Early Detection of Sjögren’s Syndrome [Video]

June 4, 2014
Amanda Ellis
Issue 6

PeriRx LLC, a company developing non-invasive, oral diagnostic technology, recently released their latest diagnostic finding that will aid in early detection of Sjögren’s Syndrome.  

PeriRx LLC, a company developing non-invasive, oral diagnostic technology, recently released their latest diagnostic finding that will aid in early detection of Sjögren’s Syndrome.  

Stephen M. Swanick, CEO of PeriRx LLC, believes that this technological breakthrough puts dental professionals “on the front lines with medical doctors and medical specialists in the collaborative care of the patient.”

While the PeriRx Sjögren’s Syndrome Test is still under development, the discriminatory salivary biomarkers used for detection of this disease were discovered though NIH-funded research. Furthermore, the National Cancer Institute and academic medical centers have clinically validated these biomarkers in collaborative trials.

According to the National Institutes of Dental and Craniofacial Research, Sjögren’s Syndrome typically affects patients older than 50, and nine out of 10 diagnosed cases are women. It is the most common immune deficiency after rheumatoid arthritis (RA).

Sjögren’s Syndrome, known for its major symptom of dry mouth, is a systemic chronic autoimmune disease. The immune system of individuals affected by this disorder attacks and damages moisture-producing glands causing oral and ocular complications.

One of the glands that becomes nonfunctional in patients who are affected by this autoimmune disease is the salivary gland. When this gland’s function is impaired, patients present symptoms of xerostomia, commonly known as dry mouth. The decrease in saliva causes an increased risk of developing oral complications like dental caries and oral diseases.

Click below to watch an interview with tennis superstar, Venus Williams, about how Sjögren’s Syndrome affected her life.

Additionally, patients with Sjögren’s Syndrome face symptoms of dry eye, joint pain, tissue and organ inflammation, throat dryness, digestive problems, neurological complications and chronic fatigue.

While there is not a cure for Sjögren’s Syndrome, dentists can recommend a variety of treatments for symptoms and prevention of further complications caused by this disease.

Dr. Jill Kramer, DDS, PhD, an oral and maxillofacial pathologist employed by the University at Buffalo School of Dental Medicine, explains that “there are no therapeutics that address the causes of Sjögren’s Syndrome. The available therapeutics target symptoms associated with the disease and aim to reduce patient discomfort by increasing salivary or lacrimal flow.”

Click here to learn more about how dental professionals treat Sjögren's Syndrome and listen to a podcast.

Additionally, she explains that not all patients with Sjögren’s Syndrome exhibit symptoms of xerostomia, so “dental professionals should frequently assess the patient for xerostomia to detect deficits in flow in order to prevent or arrest carious lesions.”

Although treatments for the causes of Sjögren’s Syndrome are not available, Dr. Kramer has made recommendations for how dental professionals should be treating patients affected by this disease. She says, “Dental professionals should advise xerostomic patients to use high fluoride toothpaste daily (such as Gel-Kam ® and PreviDent 5000®) and fluoride mouthwashes that may offer additional benefit.”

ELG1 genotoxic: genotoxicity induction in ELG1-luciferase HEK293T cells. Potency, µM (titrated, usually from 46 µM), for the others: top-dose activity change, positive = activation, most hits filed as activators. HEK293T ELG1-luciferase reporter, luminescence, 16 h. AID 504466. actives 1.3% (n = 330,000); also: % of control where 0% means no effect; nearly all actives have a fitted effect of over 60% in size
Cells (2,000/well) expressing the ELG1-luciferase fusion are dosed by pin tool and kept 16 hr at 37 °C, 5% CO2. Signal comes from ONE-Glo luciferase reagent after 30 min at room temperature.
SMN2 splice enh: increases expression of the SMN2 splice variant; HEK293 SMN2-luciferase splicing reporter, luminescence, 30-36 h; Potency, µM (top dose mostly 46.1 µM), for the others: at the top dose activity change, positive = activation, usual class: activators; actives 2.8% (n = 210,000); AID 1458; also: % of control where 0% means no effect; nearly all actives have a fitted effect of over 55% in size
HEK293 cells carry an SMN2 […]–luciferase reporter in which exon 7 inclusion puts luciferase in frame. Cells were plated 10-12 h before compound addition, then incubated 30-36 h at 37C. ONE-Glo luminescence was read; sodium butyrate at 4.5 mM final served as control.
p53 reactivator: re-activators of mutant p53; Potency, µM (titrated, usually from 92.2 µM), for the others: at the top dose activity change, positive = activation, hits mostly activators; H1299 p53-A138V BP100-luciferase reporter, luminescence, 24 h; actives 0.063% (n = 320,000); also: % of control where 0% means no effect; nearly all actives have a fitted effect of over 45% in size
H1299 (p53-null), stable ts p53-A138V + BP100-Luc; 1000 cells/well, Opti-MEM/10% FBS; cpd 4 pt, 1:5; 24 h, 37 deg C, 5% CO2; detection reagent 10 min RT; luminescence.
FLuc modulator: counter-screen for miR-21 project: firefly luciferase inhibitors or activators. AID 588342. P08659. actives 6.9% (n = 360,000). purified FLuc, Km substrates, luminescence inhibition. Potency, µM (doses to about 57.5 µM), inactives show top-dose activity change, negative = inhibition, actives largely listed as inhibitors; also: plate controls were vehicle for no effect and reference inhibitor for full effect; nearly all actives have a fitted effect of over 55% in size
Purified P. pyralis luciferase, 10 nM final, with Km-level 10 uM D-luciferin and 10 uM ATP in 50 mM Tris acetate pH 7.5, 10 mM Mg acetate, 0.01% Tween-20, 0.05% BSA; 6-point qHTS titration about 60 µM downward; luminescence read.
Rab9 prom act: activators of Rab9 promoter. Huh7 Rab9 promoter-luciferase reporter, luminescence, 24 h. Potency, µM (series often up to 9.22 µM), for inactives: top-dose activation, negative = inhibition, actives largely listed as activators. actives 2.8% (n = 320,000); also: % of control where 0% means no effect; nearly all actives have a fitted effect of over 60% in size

Click below to listen to a podcast about life with Sjögren’s Syndrome.

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Dr. Mark S. Wolff, DDS, PhD, the Associate Dean for Pre-doctoral Clinical Education at New York University College of Dentistry, offers additional recommendations for patients with Sjögren’s Syndrome. He notes that patients should “work to prevent dental caries with a diet reduced in sugar content, stimulate saliva with chewing gum, use mouth rinses like Biotene to alleviate dryness, brush teeth well and frequently, and use fluoride to reduce caries.” 

Dr. Kramer further explains that dentists “may prescribe parasympathomimetics (such as pilocarpine or cevimeline) to stimulate salivary flow.” She echoes Dr. Wolff’s sentiments that dental professionals “discourage xerostomic patients from consuming food and drink with high sugar” and says “salivary substitutes, as well as sugar-free lozenges and chewing gum can be use to stimulate flow.”

One of the greatest challenges aside from xerostomia that Dr. Kramer sees in patients with Sjögren’s Syndrome is extra-glandular manifestations: “Specifically, they may have severe fatigue, arthritis and are more prone to development of B cell lymphomas.”

The Sjögren’s Syndrome Foundation offers survival tips for patients facing the challenges of this disease. The foundations recommendations to stimulate salivary flow include eating smaller, more frequent meals and increasing liquid intake while avoiding salty, acidic, or spicy food and carbonated beverages that may cause additional irritation.

The foundation recommends using products that contain the sweetener xylitol to help prevent dental decay. For pain relief caused by mouth dryness, the foundation recommends using Vitamin E oil or moisturizing gels.

Currently, Sjögren’s Syndrome is detected on average 4.7 years after onset of symptoms because it resembles other diseases and can be secondary to RA or Lupus. With PeriRx’s Sjögren’s Syndrome Test, patients and dental professionals can both look forward to seeing early detection of Sjögren’s Syndrome by the end of 2014.